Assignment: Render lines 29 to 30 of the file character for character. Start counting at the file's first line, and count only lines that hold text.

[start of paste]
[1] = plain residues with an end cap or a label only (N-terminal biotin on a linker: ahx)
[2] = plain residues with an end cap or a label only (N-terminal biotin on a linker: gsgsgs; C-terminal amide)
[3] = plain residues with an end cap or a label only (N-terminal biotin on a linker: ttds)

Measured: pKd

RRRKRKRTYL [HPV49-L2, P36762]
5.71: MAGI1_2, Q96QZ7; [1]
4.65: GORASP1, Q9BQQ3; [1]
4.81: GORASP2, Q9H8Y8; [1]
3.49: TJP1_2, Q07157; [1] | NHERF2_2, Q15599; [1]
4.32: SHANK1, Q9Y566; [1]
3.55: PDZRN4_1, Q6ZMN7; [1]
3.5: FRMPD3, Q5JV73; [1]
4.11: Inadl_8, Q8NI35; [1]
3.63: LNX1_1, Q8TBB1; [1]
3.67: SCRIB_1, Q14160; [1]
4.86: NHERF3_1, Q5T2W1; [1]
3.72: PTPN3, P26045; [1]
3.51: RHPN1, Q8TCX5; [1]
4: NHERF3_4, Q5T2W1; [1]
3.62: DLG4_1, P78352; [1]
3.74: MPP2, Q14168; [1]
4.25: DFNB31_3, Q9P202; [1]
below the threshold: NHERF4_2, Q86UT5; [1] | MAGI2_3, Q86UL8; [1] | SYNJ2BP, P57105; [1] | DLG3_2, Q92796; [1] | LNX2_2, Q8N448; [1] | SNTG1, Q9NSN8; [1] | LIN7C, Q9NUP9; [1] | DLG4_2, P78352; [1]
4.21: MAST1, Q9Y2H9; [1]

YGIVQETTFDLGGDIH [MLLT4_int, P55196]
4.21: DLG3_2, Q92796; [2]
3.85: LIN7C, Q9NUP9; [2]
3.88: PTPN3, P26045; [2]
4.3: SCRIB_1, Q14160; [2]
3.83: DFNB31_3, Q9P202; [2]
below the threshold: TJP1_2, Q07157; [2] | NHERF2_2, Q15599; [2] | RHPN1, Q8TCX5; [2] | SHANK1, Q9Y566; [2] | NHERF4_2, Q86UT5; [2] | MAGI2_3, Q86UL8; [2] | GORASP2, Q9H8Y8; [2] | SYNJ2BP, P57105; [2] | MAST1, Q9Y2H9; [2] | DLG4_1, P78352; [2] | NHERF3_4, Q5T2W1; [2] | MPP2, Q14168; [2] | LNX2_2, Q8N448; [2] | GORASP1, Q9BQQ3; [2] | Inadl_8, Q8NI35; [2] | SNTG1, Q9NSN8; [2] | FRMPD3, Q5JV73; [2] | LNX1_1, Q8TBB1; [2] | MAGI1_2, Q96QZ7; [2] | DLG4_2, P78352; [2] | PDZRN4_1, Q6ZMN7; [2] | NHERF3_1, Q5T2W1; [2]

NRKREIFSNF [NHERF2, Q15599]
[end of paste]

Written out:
4.3: SCRIB_1, Q14160; [2]
3.83: DFNB31_3, Q9P202; [2]